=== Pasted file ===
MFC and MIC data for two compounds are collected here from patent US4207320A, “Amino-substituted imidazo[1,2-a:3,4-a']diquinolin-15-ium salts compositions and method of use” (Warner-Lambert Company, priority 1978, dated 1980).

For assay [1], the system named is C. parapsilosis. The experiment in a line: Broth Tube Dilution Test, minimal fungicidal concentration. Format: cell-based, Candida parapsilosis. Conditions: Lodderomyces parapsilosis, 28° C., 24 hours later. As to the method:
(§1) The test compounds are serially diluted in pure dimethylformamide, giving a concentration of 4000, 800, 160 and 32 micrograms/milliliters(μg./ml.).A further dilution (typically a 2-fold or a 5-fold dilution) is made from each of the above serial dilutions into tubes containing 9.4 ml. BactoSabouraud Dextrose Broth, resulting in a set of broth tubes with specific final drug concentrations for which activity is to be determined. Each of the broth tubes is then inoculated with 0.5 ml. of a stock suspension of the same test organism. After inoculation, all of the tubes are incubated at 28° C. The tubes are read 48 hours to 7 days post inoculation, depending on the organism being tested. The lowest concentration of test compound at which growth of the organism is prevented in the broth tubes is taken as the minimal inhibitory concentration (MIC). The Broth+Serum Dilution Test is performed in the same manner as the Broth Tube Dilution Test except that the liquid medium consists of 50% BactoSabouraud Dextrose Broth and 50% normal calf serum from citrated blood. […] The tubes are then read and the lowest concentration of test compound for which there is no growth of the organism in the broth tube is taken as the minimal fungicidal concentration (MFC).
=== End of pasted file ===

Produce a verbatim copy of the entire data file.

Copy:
MFC and MIC data for two compounds are collected here from patent US4207320A, “Amino-substituted imidazo[1,2-a:3,4-a']diquinolin-15-ium salts compositions and method of use” (Warner-Lambert Company, priority 1978, dated 1980).

For assay [1], the system named is C. parapsilosis. The experiment in a line: Broth Tube Dilution Test, minimal fungicidal concentration. Format: cell-based, Candida parapsilosis. Conditions: Lodderomyces parapsilosis, 28° C., 24 hours later. As to the method:
(§1) The test compounds are serially diluted in pure dimethylformamide, giving a concentration of 4000, 800, 160 and 32 micrograms/milliliters(μg./ml.).A further dilution (typically a 2-fold or a 5-fold dilution) is made from each of the above serial dilutions into tubes containing 9.4 ml. BactoSabouraud Dextrose Broth, resulting in a set of broth tubes with specific final drug concentrations for which activity is to be determined. Each of the broth tubes is then inoculated with 0.5 ml. of a stock suspension of the same test organism. After inoculation, all of the tubes are incubated at 28° C. The tubes are read 48 hours to 7 days post inoculation, depending on the organism being tested. The lowest concentration of test compound at which growth of the organism is prevented in the broth tubes is taken as the minimal inhibitory concentration (MIC). The Broth+Serum Dilution Test is performed in the same manner as the Broth Tube Dilution Test except that the liquid medium consists of 50% BactoSabouraud Dextrose Broth and 50% normal calf serum from citrated blood. […] The tubes are then read and the lowest concentration of test compound for which there is no growth of the organism in the broth tube is taken as the minimal fungicidal concentration (MFC).